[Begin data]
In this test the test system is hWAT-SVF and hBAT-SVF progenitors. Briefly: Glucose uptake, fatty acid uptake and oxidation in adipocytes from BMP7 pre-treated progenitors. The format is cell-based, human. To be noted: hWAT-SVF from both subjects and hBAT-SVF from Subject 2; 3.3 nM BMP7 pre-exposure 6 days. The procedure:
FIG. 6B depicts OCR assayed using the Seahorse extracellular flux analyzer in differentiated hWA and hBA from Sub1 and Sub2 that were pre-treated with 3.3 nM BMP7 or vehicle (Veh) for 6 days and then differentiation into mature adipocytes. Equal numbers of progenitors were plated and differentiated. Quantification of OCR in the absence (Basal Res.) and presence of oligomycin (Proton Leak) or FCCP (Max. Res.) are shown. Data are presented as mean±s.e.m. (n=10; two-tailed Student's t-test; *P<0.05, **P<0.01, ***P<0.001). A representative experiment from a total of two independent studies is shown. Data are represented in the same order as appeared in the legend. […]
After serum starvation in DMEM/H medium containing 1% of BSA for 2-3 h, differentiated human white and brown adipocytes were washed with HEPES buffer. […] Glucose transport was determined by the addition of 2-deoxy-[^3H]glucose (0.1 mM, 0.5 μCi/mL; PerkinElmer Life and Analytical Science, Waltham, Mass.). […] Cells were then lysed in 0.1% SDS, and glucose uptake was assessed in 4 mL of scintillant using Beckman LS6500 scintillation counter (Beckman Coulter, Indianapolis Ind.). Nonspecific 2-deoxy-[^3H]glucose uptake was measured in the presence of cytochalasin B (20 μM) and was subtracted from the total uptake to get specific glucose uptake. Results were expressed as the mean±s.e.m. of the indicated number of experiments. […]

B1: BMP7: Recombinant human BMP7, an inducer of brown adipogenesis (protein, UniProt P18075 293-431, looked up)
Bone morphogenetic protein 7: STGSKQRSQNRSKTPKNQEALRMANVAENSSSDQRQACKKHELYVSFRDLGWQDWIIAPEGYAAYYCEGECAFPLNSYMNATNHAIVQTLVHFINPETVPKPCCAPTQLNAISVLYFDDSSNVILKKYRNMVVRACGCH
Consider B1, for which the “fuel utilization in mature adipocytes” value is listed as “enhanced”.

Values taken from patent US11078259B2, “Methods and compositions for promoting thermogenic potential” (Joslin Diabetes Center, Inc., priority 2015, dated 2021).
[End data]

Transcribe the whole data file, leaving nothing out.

In this test the test system is hWAT-SVF and hBAT-SVF progenitors. Briefly: Glucose uptake, fatty acid uptake and oxidation in adipocytes from BMP7 pre-treated progenitors. The format is cell-based, human. To be noted: hWAT-SVF from both subjects and hBAT-SVF from Subject 2; 3.3 nM BMP7 pre-exposure 6 days. The procedure:
FIG. 6B depicts OCR assayed using the Seahorse extracellular flux analyzer in differentiated hWA and hBA from Sub1 and Sub2 that were pre-treated with 3.3 nM BMP7 or vehicle (Veh) for 6 days and then differentiation into mature adipocytes. Equal numbers of progenitors were plated and differentiated. Quantification of OCR in the absence (Basal Res.) and presence of oligomycin (Proton Leak) or FCCP (Max. Res.) are shown. Data are presented as mean±s.e.m. (n=10; two-tailed Student's t-test; *P<0.05, **P<0.01, ***P<0.001). A representative experiment from a total of two independent studies is shown. Data are represented in the same order as appeared in the legend. […]
After serum starvation in DMEM/H medium containing 1% of BSA for 2-3 h, differentiated human white and brown adipocytes were washed with HEPES buffer. […] Glucose transport was determined by the addition of 2-deoxy-[^3H]glucose (0.1 mM, 0.5 μCi/mL; PerkinElmer Life and Analytical Science, Waltham, Mass.). […] Cells were then lysed in 0.1% SDS, and glucose uptake was assessed in 4 mL of scintillant using Beckman LS6500 scintillation counter (Beckman Coulter, Indianapolis Ind.). Nonspecific 2-deoxy-[^3H]glucose uptake was measured in the presence of cytochalasin B (20 μM) and was subtracted from the total uptake to get specific glucose uptake. Results were expressed as the mean±s.e.m. of the indicated number of experiments. […]

B1: BMP7: Recombinant human BMP7, an inducer of brown adipogenesis (protein, UniProt P18075 293-431, looked up)
Bone morphogenetic protein 7: STGSKQRSQNRSKTPKNQEALRMANVAENSSSDQRQACKKHELYVSFRDLGWQDWIIAPEGYAAYYCEGECAFPLNSYMNATNHAIVQTLVHFINPETVPKPCCAPTQLNAISVLYFDDSSNVILKKYRNMVVRACGCH
Consider B1, for which the “fuel utilization in mature adipocytes” value is listed as “enhanced”.

Values taken from patent US11078259B2, “Methods and compositions for promoting thermogenic potential” (Joslin Diabetes Center, Inc., priority 2015, dated 2021).